Living by Laws or Principles? — Life Lessons from Leviticus

When studying the Old Testament, many say, “The law does not apply to us anymore; I don’t need to do that,” and then they tend to disregard studying the many laws in the Old Testament. Granted the ceremonial laws do not apply anymore; for example, we no longer have a tabernacle or animal sacrifices, so the Old Testament ceremonial laws for the most part can no longer be complied with or applied.

The other laws in the Old Testament are moral laws. Jesus taught that these moral laws are summed up as love for God and others, and He expected His followers to love God and others. In the Law of Love, Jesus summed up the Ten Commandments and He demonstrated how to live according to the Ten Commandments. The moral laws, the Law of Love, will never be abolished and therefore we do not disregard them; or if we do, we will suffer some consequences. God may not punish us directly, but there are consequences built-in to our bodies, minds, and souls as God created us; thus, when we break a moral law we will suffer directly or indirectly, and others may suffer directly from our actions. God gave the Law of Love for the benefit of everyone; therefore, God expects us to obey it.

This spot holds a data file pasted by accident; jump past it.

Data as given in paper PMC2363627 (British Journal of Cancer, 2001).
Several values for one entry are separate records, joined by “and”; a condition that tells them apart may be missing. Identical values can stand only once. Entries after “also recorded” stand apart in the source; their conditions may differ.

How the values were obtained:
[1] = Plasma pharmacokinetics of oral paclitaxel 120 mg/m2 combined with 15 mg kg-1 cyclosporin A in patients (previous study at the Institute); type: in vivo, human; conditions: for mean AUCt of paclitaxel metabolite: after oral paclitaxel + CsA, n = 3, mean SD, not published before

When studying the ceremonial laws; such as those in Leviticus 23, we can look for principles for living. For example, “the offering of firstfruits” — can lead us to follow the principle of thanking God for every material blessing He gives us before we use it — you can probably draw other principles from “the offering of firstfruits.” This is a holy principle for living that will enrich our lives and make God happy.

Or, we cannot and do not need to “sacrifice a lamb without defect” but that old law can lead us to follow the principle of giving God the best of our time, talent, and treasure; rather than giving to the work of the Lord whatever is leftover or not needed or lacks value to us. It can lead us to follow the principle of giving to God and others what costs us something which can bring them and us true happiness.

Or, “proclaim a sacred assembly and do no regular work” could lead us to follow the principle of taking some vacation time from work to gather with other believers for mental, physical, and spiritual refreshment and reflection.

Or, finally, “leave gleanings for the poor and for the foreigner residing among you” could lead us to follow the principle of giving gifts and doing works of charity for the needy among us or in other parts of the world. In so doing, we love our neighbors as ourselves.

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